91. Embassy of the People’s Republic of China in the Republic of Serbia, “zhu sai er wei ya da shi chen bo chu xi shou ci zhong sai jing wu lian he xun luo qi dong yi shi” (Ambassador To Serbia Chen Bo attended the launching ceremony of the first Sino-Cypriot police joint patrol), September 19, 2019, available at http://rs.chineseembassy.org/chn/sgxx/sghd/t1699107.htm; Embassy of the People’s Republic of China in the Republic of Italy, “guan yu gong bu zhong yi di si ci jing wu lian he xun luo zhong wen bao jing re xian de tong zhi” (Notice on the announcement of the fourth police joint patrol Chinese alarm hotline), November 6, 2019, available at https://www.mfa.gov.cn/ce/ceit//chn/lsyw/t1713690.htm; Embassy of the People’s Republic of China in the Republic of Croatia, “xu er wen da shi hui jian gong an bu jing wu lian xun dai biao tuan ji zhong fang lian xun jing yuan” (Ambassador Xu Erwen met with the Joint Patrol Delegation of the Ministry of Public Security and the Chinese Joint Patrol Officers), July 13, 2019, available at https://www.mfa.gov.cn/ce/cehr//chn/sgxx/t1680827.htm.
  92. Prashanth Parameswaran, “China’s Mekong Security Role in the Headlines with New Joint Patrols,” The Diplomat, March 31, 2020, available at https://thediplomat.com/2020/03/chinas-mekong-security-role-in-the-headlines-with-new-joint-patrols/.
  93. Government of the People’s Republic of China, “Di 114 ci zhong lao mian tai mei gong he lian he xun luo zhi fa qi dong” (The 114th Mekong River joint patrol by China, Laos, Myanmar and Thailand begins), February 22, 2022, available at http://www.gov.cn/xinwen/2022-02/22/content_5675047.htm.
  94. Parameswaran, “China’s Mekong Security Role in the Headlines with New Joint Patrols”; Xinhua News Network, “Di 91 ci zhong lao mian tai meigonghe lianhe xunluo zhifa yuanman jieshu” (The 91st China-Lao-Myanmar-Thailand Mekong River Joint Patrol Law Enforcement Successfully Concluded), March 28, 2020, available at http://www.xinhuanet.com/world/2020-03/28/c_1125781900.htm.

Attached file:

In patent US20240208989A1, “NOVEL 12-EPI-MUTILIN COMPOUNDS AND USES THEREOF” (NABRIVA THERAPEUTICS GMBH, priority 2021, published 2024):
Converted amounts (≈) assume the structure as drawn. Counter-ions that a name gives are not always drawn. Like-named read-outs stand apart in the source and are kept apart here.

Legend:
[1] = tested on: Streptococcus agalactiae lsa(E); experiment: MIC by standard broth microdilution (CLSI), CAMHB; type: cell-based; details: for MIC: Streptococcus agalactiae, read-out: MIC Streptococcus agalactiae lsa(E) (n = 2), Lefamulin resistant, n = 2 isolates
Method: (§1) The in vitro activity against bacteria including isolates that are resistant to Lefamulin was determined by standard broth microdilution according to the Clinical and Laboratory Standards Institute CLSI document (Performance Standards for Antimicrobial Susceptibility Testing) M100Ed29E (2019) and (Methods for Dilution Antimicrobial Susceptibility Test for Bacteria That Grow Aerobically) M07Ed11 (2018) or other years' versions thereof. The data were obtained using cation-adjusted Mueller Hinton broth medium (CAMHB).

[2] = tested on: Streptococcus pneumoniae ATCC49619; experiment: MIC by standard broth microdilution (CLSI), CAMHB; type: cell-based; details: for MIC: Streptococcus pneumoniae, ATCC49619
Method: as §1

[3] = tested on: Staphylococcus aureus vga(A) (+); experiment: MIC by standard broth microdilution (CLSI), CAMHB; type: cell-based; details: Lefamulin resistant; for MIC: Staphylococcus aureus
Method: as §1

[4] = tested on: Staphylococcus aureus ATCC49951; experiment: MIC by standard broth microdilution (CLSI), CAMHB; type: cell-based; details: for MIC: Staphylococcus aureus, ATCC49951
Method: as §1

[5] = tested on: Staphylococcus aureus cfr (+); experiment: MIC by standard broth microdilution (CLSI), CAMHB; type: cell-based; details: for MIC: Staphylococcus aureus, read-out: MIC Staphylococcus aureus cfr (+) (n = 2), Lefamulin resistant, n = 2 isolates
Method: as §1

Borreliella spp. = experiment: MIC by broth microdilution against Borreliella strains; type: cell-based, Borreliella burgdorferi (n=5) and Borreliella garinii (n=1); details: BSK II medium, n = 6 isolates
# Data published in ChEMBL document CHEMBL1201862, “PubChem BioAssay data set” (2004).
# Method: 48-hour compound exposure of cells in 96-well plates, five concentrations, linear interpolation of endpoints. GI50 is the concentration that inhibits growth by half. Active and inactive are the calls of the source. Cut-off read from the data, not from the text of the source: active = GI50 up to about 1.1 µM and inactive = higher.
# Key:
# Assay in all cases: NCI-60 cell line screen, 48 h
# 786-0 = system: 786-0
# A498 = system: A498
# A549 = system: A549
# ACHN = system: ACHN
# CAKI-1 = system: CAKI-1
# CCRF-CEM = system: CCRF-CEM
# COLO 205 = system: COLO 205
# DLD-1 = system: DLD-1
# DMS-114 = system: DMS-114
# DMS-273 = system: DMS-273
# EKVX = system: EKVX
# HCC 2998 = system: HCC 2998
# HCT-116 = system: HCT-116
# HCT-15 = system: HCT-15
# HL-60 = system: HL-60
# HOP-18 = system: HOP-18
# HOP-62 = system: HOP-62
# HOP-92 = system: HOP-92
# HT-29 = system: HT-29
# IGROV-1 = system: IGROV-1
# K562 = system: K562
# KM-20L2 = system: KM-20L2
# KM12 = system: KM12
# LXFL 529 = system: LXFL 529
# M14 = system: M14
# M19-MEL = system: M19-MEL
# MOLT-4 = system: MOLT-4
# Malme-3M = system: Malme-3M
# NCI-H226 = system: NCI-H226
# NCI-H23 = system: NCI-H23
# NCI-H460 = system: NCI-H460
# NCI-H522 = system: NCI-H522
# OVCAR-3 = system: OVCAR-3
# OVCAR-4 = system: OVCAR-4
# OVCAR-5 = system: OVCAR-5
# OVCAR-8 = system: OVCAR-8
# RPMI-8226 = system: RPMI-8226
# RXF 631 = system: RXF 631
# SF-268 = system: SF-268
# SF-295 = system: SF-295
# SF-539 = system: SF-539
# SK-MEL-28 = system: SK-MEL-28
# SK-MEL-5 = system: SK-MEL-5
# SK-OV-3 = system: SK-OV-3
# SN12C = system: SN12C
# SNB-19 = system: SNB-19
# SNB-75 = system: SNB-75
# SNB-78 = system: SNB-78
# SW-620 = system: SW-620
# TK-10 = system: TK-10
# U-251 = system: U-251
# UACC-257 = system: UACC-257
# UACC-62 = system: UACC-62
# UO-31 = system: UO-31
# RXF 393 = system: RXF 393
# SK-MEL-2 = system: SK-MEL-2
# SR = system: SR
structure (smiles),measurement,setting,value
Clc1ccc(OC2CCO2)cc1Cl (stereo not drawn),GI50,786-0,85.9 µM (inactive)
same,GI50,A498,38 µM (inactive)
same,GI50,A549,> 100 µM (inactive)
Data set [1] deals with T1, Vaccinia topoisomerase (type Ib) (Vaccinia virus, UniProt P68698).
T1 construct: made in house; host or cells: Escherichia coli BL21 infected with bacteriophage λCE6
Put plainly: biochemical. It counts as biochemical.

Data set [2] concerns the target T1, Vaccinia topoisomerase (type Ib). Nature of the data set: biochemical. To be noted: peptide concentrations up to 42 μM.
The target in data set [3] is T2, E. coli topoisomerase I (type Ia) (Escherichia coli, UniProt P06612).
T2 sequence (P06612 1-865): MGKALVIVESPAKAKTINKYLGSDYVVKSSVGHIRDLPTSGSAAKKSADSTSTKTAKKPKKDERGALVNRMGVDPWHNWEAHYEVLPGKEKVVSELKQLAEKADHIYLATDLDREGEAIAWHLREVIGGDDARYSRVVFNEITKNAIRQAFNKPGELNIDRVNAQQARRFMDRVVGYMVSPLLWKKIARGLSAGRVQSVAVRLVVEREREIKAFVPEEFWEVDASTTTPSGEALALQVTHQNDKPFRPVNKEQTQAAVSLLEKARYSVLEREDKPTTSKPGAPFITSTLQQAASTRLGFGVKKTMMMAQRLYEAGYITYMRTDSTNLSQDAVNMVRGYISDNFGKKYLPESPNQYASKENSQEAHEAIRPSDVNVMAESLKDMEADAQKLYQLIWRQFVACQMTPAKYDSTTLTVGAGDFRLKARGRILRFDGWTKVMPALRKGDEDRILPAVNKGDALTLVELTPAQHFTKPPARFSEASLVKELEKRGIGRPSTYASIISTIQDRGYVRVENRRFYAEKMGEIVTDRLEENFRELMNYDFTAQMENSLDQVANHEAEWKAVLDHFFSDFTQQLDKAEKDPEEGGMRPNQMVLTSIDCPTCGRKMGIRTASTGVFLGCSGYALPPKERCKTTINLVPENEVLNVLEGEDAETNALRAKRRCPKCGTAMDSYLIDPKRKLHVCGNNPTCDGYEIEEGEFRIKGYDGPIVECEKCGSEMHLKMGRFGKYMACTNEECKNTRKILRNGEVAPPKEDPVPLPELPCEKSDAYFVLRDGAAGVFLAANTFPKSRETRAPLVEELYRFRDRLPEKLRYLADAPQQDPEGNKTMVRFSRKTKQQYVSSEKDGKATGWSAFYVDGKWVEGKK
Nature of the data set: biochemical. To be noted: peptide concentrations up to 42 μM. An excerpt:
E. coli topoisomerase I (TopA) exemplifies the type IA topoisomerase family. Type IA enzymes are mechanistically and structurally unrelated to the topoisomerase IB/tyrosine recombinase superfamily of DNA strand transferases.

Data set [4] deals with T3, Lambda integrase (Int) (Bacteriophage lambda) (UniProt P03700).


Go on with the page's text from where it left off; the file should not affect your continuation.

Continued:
95. Xinhua News Network, “Xin ya ou da lu qiao an quan zou lang guo ji zhi fa he zuo lun tan yuan man bi mu” (International Law Enforcement Cooperation Forum on Secure Corridor of the New Eurasian Land Bridge successfully concluded), September 24, 2015, available at http://www.xinhuanet.com/politics/2015-09/24/c_128264118.htm.
  96. Jiangsu People’s Publishing House, “Lian yun gang nian jian” (Lianyungang Yearbook), (Nangjing, China: 2016), p. 110, available at http://www.lygsz.gov.cn/lygszw/uploads_transfer/soft/170708/2016.pdf.
  97. Ibid.
  98. China Daily, “Di wu jie ‘lian yun gang lun tan’ cheng gong ju xing” (The fifth “Lianyungang Forum” was successfully held), December 11, 2020, available at https://cn.chinadaily.com.cn/a/202012/11/WS5fd2e125a3101e7ce9734ac4.html.
  99. Shi Weiping, “kai mu ! 30 guo zhi fa bu men qi ju zhong guo lian yun gang!”, (Opening! Law enforcement agencies from 30 countries gather in Lianyungang, China), December 10, 2020, available at https://m.thepaper.cn/baijiahao_10343719.
  100. Qiazhan, “2018 di si jie ‘lian yun gang lun tan’ jing yong zhuang bei he gong gong an quan chan pin bo lan hui” (2018 The fourth “Lianyungang Forum” police equipment and public safety products expo), available at https://www.qiazhan.com/zhanhui/8469.html (last accessed May 2022).
  101. Qianjia, “Di san jie ‘lian yun gang lun tan’ jing yong zhuang bei he gong gong an quan chan pin bo lan hui” (The 3rd “Lianyungang Forum” Police Equipment and Public Safety Products Expo), November 29, 2017, available at http://www.qianjia.com/html/2017-11/29_280335.html.